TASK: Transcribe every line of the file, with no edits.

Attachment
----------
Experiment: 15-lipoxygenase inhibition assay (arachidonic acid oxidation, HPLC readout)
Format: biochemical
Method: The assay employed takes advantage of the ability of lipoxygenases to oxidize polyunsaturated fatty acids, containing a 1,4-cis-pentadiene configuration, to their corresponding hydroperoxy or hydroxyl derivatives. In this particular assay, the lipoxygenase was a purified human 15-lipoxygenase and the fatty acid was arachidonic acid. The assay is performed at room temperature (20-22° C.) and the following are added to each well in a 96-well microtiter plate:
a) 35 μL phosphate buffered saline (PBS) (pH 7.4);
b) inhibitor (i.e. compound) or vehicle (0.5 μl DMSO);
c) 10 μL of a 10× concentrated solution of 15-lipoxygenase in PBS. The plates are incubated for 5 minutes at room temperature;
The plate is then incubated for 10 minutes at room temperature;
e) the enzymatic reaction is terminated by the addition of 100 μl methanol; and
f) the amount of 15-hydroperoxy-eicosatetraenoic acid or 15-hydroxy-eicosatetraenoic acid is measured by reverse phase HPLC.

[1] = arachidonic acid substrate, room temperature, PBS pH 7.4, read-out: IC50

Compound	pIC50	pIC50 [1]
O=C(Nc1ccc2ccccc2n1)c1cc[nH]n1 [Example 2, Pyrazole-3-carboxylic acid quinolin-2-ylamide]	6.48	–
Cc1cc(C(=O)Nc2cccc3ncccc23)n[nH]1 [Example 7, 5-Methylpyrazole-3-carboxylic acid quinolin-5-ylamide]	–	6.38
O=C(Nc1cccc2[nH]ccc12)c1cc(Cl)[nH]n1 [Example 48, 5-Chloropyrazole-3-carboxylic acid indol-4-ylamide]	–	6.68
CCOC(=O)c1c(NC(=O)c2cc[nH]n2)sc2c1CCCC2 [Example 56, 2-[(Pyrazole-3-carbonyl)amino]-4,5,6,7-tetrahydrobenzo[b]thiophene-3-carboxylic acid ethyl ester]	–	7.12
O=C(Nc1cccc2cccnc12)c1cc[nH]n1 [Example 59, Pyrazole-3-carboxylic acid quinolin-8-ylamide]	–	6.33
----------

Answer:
Experiment: 15-lipoxygenase inhibition assay (arachidonic acid oxidation, HPLC readout)
Format: biochemical
Method: The assay employed takes advantage of the ability of lipoxygenases to oxidize polyunsaturated fatty acids, containing a 1,4-cis-pentadiene configuration, to their corresponding hydroperoxy or hydroxyl derivatives. In this particular assay, the lipoxygenase was a purified human 15-lipoxygenase and the fatty acid was arachidonic acid. The assay is performed at room temperature (20-22° C.) and the following are added to each well in a 96-well microtiter plate:
a) 35 μL phosphate buffered saline (PBS) (pH 7.4);
b) inhibitor (i.e. compound) or vehicle (0.5 μl DMSO);
c) 10 μL of a 10× concentrated solution of 15-lipoxygenase in PBS. The plates are incubated for 5 minutes at room temperature;
The plate is then incubated for 10 minutes at room temperature;
e) the enzymatic reaction is terminated by the addition of 100 μl methanol; and
f) the amount of 15-hydroperoxy-eicosatetraenoic acid or 15-hydroxy-eicosatetraenoic acid is measured by reverse phase HPLC.

[1] = arachidonic acid substrate, room temperature, PBS pH 7.4, read-out: IC50

Compound	pIC50	pIC50 [1]
O=C(Nc1ccc2ccccc2n1)c1cc[nH]n1 [Example 2, Pyrazole-3-carboxylic acid quinolin-2-ylamide]	6.48	–
Cc1cc(C(=O)Nc2cccc3ncccc23)n[nH]1 [Example 7, 5-Methylpyrazole-3-carboxylic acid quinolin-5-ylamide]	–	6.38
O=C(Nc1cccc2[nH]ccc12)c1cc(Cl)[nH]n1 [Example 48, 5-Chloropyrazole-3-carboxylic acid indol-4-ylamide]	–	6.68
CCOC(=O)c1c(NC(=O)c2cc[nH]n2)sc2c1CCCC2 [Example 56, 2-[(Pyrazole-3-carbonyl)amino]-4,5,6,7-tetrahydrobenzo[b]thiophene-3-carboxylic acid ethyl ester]	–	7.12
O=C(Nc1cccc2cccnc12)c1cc[nH]n1 [Example 59, Pyrazole-3-carboxylic acid quinolin-8-ylamide]	–	6.33